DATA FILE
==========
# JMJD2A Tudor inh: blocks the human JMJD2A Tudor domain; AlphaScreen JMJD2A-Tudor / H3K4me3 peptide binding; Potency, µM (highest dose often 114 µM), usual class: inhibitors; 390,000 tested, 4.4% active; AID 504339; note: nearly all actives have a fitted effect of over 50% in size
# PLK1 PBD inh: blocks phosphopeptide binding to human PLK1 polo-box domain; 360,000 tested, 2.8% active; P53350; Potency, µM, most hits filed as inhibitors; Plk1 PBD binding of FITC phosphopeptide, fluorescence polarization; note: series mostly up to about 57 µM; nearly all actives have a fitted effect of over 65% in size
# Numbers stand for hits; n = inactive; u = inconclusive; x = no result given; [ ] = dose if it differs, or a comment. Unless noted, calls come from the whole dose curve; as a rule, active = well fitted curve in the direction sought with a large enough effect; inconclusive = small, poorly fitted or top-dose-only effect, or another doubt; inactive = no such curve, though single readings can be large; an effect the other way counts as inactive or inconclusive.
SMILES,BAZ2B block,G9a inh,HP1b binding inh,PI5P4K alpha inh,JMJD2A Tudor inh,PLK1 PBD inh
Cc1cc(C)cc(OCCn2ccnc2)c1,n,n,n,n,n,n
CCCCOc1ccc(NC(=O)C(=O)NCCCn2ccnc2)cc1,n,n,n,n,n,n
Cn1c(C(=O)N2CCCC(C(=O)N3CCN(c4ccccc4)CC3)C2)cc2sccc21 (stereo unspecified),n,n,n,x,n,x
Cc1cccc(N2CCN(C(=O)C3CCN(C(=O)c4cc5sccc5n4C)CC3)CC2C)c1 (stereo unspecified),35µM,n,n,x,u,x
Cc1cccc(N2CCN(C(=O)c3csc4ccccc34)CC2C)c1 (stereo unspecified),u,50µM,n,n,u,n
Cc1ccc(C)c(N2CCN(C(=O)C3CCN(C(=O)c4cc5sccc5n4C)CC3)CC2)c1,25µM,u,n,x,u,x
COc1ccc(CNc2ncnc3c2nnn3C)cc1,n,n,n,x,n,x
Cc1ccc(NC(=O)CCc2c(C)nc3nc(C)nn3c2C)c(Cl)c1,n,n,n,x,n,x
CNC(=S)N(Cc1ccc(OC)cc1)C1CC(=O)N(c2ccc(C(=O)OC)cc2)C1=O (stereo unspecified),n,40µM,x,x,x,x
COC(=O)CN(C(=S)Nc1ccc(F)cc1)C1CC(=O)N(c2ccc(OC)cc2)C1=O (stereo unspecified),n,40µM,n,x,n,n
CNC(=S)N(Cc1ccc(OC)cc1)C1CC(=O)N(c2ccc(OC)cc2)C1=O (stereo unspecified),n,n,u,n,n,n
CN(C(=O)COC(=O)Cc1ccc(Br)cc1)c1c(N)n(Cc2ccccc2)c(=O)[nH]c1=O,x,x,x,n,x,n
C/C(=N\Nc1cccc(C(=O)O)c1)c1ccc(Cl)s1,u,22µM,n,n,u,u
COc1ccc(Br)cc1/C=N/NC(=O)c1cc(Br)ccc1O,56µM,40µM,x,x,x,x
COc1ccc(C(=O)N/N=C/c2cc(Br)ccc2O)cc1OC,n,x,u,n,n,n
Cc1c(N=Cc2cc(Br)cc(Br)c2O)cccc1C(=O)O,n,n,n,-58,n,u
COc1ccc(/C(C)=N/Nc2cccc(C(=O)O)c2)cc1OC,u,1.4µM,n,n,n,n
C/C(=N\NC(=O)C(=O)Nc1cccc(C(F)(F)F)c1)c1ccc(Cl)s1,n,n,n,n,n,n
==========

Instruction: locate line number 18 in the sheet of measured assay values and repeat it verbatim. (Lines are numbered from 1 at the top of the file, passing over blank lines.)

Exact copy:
COc1ccc(Br)cc1/C=N/NC(=O)c1cc(Br)ccc1O,56µM,40µM,x,x,x,x